Jump to content


  • Content Count

  • Joined

  • Last visited

Community Reputation

10 Neutral

About legallybound

  • Rank

Recent Profile Visitors

The recent visitors block is disabled and is not being shown to other users.

  1. Thank you for sharing! If you don't mind me asking, which law school do you go to?
  2. Super exciting to post this: Accepted!!! L2: 3.89 LSAT: 161 Lots of ECs, few internships, decent PS and filled out the optional statement. Currently finishing up my last year of undergrad as well!
  3. Accepted! cGPA: 3.63 L2: 3.86 LSAT: 161 Applied general and currently in fourth year. Good luck to all those waiting!!
  4. I just want to echo everyone else on here, thank you so much for taking the time to compile the data! I am waiting on an offer and this helps me adjust my expectations.
  5. Recommended time is AT LEAST 3 months before the LSAT test date. If you are applying this fall for law school, it will be best to start studying now and write in July/August so you can focus on your applications. Of course, study time is flexible and based on your diagnostic score. If you are starting above 150, then you may not need 6 months of studying. That being said, you also don't want to cram and should spend a healthy amount of hours, so maybe starting now can help you ease in. I personally started studying for the LSAT (properly and diligently) in May 2020 and wrote the August 2020 LSAT flex. Honestly, I wish I had more time to prepare because I felt I had more potential, but I don't necessarily have to re-write. Long story short, look into resources now. I recommend Powerscore bibles, Loophole for LR, and Manhattan Prep for RC. Do spend money on 7Sage as it enables you to make problem sets and write PTs digitally. It takes time to figure out what works well and what doesn't. You don't want to waste time doing that and focus more on having what you need and just practicing until test day. Hope that helps! Edit: If you are re-writing, then you probably don't need to spend 6 months. Nonetheless, ease into it. Start now. Get the right resources. Get the LSAT over and done with in the summer.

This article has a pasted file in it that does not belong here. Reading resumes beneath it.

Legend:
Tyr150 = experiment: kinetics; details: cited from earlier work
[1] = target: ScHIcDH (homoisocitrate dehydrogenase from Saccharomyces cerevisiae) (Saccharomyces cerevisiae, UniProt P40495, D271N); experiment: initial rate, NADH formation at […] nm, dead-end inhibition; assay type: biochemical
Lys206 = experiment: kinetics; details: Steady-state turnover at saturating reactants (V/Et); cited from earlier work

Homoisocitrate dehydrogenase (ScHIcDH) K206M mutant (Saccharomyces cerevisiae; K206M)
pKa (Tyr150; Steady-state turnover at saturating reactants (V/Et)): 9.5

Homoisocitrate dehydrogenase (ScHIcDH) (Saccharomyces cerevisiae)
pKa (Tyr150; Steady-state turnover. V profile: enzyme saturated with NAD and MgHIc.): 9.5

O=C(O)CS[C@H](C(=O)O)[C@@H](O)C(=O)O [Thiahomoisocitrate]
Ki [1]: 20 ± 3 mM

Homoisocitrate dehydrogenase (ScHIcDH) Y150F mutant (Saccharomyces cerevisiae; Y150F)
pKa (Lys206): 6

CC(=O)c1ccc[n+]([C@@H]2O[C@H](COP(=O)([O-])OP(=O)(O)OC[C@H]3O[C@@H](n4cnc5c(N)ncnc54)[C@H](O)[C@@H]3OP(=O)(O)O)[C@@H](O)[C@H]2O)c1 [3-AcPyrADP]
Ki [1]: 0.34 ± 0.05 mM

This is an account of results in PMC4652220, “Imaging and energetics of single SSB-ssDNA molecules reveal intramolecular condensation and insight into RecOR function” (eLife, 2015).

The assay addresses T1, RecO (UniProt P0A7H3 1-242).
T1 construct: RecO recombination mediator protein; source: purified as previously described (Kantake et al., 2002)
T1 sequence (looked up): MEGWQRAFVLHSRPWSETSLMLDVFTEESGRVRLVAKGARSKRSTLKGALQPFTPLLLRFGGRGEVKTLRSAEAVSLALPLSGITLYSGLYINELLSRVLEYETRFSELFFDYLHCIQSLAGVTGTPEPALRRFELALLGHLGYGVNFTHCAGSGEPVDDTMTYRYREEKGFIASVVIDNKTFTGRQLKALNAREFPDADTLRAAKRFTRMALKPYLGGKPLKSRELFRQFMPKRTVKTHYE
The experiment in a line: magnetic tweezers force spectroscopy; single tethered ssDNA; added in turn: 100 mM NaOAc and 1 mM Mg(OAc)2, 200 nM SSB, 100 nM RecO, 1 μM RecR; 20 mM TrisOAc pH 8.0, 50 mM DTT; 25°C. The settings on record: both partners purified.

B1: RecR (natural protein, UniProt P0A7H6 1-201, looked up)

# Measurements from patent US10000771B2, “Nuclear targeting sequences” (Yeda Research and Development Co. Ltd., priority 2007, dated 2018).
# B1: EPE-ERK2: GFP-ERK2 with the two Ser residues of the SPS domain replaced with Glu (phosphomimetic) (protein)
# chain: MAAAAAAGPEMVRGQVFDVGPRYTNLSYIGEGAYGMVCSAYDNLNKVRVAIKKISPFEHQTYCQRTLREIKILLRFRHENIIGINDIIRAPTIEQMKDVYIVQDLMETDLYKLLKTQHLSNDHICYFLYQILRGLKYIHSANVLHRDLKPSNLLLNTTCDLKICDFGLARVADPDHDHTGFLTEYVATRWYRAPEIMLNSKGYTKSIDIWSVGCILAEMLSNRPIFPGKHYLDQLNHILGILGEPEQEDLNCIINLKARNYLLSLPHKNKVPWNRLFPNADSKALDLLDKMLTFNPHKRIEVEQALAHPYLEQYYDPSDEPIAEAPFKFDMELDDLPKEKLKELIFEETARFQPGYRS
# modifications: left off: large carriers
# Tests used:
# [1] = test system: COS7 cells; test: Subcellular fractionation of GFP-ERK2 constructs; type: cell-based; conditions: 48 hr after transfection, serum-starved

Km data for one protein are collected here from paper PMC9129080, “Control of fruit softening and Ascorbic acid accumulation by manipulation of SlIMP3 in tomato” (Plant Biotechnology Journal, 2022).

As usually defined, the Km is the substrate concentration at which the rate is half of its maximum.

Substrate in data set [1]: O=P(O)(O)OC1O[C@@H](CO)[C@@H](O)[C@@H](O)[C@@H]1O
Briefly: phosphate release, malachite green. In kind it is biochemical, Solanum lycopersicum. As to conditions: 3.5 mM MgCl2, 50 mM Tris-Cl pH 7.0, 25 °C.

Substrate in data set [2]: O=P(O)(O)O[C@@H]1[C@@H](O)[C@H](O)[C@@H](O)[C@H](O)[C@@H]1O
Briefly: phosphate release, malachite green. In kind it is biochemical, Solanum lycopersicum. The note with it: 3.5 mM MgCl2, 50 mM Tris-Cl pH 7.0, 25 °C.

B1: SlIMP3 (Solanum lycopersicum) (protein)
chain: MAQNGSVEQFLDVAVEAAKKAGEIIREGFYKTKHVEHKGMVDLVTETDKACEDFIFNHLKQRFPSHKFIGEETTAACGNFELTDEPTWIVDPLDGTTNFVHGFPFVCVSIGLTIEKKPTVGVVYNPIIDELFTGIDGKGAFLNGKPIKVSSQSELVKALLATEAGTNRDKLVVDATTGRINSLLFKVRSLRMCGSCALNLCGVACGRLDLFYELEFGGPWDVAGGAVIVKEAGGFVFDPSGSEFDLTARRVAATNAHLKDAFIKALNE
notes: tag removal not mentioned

6. Refer to this website: https://www.ouac.on.ca/guide/olsas-gpa-calculations/ It explains how it calculates your grades. You can also find a conversion table.
  7. I also have an index score above the 242 auto-admit threshold, but no offer yet. My incomplete final transcript has been received and everything is there other than a final transcript (which will be sent after winter grades). Hoping to hear something soon! #letmein2021
  8. So my transcript has been received and my grades were updated 1-2 days ago on OLSAS. Can this mean that law schools have also received my updated cGPA? Or should I not get my hopes up lol
  9. My transcript was received by OLSAS today. Can anyone provide some insights on how long it took OLSAS to update their GPA once the transcript was received? Thank you!
  10. Yes! You will be making a request through your institution to send it to OLSAS.
  11. So I was told to upload an unofficial transcript before my fall grades came in, so that is already checked off for me. I believe U of A will access my official transcripts on my behalf so that will check off the "official transcript" requirement. I agree with many comments above that the way they have categorized it is confusing.
  12. Official transcripts need to be provided by your university. Uploading your own transcript deems it to be an "unofficial transcript." If you are a student attending university in Alberta, then U of A will access your official transcripts through ApplyAlberta. If you are a student out of province, then your university must be the one to e-mail or mail transcripts with fall grades.
  • Create New...